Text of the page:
The really amazing thing was how easy it was to instil such a sense of awe: a TV commercial, a walk down memory lane, or a story about an awe-inspiring view

In the first study, subjects watched "a 60-second commercial for an LCD television. The awe-eliciting commercial depicted people in city streets and parks encountering and interacting with vast, mentally overwhelming, and seemingly realistic images, such as waterfalls, whales, and astronauts in space."

In the second experiment, "participants wrote narratives about a randomly assigned personal experience. Participants in the awe condition read that awe is: ―a response to things perceived as vast and overwhelming that alters the way you understand the world, and wrote about an experience that made them feel awe. Participants in the happiness condition read that happiness is feeling ―contentment or joy, and wrote about an experience that made them feel happy."

And in the third experiment, "participants in the awe condition read a story about ascending the Eiffel Tower and seeing Paris from on high. Participants in the neutral condition read about ascending an unnamed tower and seeing a plain landscape from on high."

Simple things, but all were enough to significantly increase feelings of awe.

And then what happened? Well, in the first experiment, the subjects reported that they felt they had more time available. In the second, they reported feeling less impatient and this in turn led them to be more willing to volunteer their time to help others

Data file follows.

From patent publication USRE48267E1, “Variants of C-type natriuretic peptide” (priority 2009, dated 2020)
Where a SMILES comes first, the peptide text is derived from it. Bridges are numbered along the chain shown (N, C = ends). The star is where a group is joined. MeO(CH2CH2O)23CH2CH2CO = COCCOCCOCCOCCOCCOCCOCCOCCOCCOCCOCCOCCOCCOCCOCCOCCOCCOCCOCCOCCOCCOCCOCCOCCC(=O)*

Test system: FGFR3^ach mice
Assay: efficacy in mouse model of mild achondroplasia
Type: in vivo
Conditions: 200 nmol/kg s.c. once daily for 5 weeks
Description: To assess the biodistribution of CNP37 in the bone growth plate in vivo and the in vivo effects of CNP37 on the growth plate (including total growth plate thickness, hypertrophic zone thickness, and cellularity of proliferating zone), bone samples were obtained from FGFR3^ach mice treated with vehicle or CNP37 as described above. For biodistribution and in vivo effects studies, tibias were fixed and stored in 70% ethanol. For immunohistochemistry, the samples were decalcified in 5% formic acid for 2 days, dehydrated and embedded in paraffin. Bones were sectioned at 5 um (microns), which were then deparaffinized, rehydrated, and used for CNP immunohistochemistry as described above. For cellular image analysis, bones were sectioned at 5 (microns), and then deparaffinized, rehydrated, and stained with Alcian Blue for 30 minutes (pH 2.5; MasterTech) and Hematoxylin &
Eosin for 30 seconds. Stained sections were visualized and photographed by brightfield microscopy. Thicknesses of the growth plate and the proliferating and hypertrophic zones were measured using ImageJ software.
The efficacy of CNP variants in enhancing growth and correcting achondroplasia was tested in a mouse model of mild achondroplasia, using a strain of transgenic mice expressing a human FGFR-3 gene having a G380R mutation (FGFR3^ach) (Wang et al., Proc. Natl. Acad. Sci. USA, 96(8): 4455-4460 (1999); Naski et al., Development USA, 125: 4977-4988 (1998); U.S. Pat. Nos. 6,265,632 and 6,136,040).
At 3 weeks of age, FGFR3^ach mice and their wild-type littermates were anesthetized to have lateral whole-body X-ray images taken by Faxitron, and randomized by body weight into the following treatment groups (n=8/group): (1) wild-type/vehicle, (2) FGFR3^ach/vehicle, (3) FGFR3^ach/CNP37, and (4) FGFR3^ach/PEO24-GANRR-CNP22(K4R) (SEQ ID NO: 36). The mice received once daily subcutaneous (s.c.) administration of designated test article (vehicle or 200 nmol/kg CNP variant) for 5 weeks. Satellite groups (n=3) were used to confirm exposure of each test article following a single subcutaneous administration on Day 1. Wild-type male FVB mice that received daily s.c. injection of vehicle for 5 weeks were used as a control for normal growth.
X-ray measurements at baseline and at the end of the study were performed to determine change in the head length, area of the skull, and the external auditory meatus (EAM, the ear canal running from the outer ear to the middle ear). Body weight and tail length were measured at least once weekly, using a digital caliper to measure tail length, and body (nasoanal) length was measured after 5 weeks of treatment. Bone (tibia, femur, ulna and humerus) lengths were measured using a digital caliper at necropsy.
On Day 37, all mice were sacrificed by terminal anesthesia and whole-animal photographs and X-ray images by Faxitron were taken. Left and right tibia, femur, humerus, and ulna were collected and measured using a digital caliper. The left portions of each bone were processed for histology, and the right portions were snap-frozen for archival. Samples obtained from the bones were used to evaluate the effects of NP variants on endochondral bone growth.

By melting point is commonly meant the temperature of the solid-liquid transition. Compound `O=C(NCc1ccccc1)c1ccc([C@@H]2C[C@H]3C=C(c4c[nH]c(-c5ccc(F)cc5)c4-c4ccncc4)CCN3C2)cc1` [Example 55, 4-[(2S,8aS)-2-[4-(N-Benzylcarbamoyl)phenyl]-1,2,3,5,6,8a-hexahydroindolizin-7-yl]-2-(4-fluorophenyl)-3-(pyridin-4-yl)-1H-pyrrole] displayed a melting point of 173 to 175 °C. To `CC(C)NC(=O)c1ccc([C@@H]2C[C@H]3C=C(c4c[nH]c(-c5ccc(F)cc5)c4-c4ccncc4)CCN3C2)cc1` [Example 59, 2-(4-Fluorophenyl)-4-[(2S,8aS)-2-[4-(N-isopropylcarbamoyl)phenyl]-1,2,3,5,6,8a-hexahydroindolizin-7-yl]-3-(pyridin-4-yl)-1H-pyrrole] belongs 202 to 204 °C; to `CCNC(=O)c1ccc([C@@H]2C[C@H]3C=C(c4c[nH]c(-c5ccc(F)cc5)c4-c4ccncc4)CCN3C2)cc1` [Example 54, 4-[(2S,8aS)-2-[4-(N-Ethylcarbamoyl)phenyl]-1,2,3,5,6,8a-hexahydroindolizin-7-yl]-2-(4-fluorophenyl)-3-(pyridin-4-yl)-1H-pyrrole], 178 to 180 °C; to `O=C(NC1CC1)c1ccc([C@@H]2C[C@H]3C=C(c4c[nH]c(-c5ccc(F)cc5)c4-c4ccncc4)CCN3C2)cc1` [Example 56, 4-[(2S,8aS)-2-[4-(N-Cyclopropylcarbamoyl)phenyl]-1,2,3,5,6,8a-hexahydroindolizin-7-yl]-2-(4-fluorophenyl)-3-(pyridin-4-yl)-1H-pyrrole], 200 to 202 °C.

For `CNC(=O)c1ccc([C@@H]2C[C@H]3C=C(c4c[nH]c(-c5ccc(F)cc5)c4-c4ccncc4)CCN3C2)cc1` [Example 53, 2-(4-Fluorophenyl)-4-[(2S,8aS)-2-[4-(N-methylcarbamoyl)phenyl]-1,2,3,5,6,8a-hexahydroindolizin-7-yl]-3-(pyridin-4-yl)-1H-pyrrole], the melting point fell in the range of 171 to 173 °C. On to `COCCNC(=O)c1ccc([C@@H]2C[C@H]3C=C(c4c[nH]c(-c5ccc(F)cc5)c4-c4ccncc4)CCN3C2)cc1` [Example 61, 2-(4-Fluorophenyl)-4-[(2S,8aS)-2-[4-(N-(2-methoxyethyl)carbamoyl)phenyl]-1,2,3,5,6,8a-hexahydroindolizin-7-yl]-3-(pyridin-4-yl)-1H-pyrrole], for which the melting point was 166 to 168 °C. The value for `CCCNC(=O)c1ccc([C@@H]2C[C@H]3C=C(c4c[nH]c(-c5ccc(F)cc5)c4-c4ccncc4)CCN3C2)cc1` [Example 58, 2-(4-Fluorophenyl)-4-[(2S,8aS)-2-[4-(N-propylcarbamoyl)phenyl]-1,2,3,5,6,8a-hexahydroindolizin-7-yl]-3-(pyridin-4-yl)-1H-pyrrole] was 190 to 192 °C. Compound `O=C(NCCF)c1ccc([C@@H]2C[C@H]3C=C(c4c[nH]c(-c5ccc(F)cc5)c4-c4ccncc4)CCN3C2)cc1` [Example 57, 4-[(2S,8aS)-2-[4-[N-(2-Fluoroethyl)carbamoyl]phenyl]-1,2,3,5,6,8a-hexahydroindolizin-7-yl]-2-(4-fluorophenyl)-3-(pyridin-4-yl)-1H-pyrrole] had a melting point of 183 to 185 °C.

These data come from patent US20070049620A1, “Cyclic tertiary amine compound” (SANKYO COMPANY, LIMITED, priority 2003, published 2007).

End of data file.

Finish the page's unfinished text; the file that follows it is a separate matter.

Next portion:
The third experiment was particularly interesting. In this one, the participants were offered choices between material possessions and experiences (a watch and Broadway show tickets, a $10 gas card and a $10 movie theater pass, a jacket and a restaurant dinner, a scientific calculator and a professional massage, and a $50 backpack and a $50 iTunes card).

They found that people who read the story about climbing the Eiffel tower were more likely to choose experiences over possessions, but this was entirely due to their perception that they had more time on their hands.

Now, two things struck me when I read this experiment. Firstly, it seems to me that atheists have a great appetite for awe-inspiring stories - in particular, stories about great scientific and engineering feats. Could this in part be a facet of life that in other circumstances could be filled by religion?

Secondly, we know from other research that experiences give greater satisfaction than material possessions. And yet the pursuit of material possessions seem to be a major life goal for many people. Could this be due to our feeling of time depletion - and could that in turn be remedied by stoking up a sense of awe?

Could feats like the recent landing of the Curiosity Rover on Mars actually reduce materialism and encourage people to do voluntary work?